At LegalTech in New York this week, Thomson Reuters will be showing a new addition to WestlawNext — the PeopleMap public records service. Although PeopleMap, itself, is not new, its integration into WestlawNext is new. and with that integration comes new visualization tools that now enable users to map out relationships among people, assets and businesses.


Now when you search a person or business on WestlawNext, you get case law and public records results, all within the same search results. When you select PeopleMap results, you can choose to display them in graphical link charts. The charts visually map out the connections among people, businesses and documents

In addition, you can map out the connections and relationships among people and businesses. It tells you not only that they are connected but how — husband and wife, perhaps, or co-defendants in a lawsuits. The person you search is at the center of the display, but you can click on any other connection to recenter the map on that person or business. In theory, you could almost infinitely follow the connections from one person to the next.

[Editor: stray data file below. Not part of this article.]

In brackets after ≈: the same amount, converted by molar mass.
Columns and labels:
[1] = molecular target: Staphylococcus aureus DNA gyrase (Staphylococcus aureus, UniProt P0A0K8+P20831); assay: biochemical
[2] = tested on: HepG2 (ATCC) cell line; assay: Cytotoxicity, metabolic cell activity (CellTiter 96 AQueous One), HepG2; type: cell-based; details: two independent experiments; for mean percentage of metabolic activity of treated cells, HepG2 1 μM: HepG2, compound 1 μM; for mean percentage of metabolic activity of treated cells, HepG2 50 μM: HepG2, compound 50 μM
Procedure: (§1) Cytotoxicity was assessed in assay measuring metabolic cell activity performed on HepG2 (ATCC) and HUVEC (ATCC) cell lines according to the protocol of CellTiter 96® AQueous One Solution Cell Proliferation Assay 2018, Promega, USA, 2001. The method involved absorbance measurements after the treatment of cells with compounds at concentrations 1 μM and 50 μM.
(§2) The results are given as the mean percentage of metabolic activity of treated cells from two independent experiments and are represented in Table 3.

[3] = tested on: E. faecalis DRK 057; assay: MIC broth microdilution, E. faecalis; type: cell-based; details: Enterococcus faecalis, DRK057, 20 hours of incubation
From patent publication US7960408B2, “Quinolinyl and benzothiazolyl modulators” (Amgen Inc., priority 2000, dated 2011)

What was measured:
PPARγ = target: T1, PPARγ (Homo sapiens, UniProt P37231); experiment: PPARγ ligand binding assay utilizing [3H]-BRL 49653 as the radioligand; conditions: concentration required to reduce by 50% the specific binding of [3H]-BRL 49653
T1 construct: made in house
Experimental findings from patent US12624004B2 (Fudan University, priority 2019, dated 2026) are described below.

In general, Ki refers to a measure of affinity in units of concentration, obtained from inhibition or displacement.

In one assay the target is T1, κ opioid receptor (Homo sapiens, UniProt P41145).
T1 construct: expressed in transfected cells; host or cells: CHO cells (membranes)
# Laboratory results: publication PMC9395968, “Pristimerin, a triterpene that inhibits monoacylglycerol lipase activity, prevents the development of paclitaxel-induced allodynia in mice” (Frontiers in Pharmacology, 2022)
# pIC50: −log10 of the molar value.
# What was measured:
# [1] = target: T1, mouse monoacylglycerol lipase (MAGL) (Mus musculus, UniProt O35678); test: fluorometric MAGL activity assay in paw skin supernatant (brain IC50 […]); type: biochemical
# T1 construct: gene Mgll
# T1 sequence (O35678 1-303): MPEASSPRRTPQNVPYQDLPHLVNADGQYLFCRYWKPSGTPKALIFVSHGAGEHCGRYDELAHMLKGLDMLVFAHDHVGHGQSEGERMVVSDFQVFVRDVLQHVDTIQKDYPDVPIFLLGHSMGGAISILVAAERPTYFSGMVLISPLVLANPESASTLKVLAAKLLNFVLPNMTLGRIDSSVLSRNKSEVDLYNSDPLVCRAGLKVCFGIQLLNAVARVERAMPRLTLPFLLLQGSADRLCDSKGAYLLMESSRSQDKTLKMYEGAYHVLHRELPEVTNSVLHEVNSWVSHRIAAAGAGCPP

The new PeopleMap will also employ address mapping, using Google Maps. Once you find the person or business you’re interested in, you can switch over to Google Maps from directly within WestlawNext. There, you can see the address location and can even use Google Streetview, if available, to get a view of the address. This can help you see the kind of home someone lives in or the neighborhood in which a business is located.


There are any number of ways to filter results, so if you are searching for someone with a common name, you can use location, age or other filters to zero in on the one you want.

The new PeopleMap officially launches on Feb. 4.

Photo of Bob Ambrogi Bob Ambrogi

Bob is a lawyer, veteran legal journalist, and award-winning blogger and podcaster. In 2011, he was named to the inaugural Fastcase 50, honoring “the law’s smartest, most courageous innovators, techies, visionaries and leaders.” Earlier in his career, he was editor-in-chief of several legal publications, including The National Law Journal, and editorial director of ALM’s Litigation Services Division.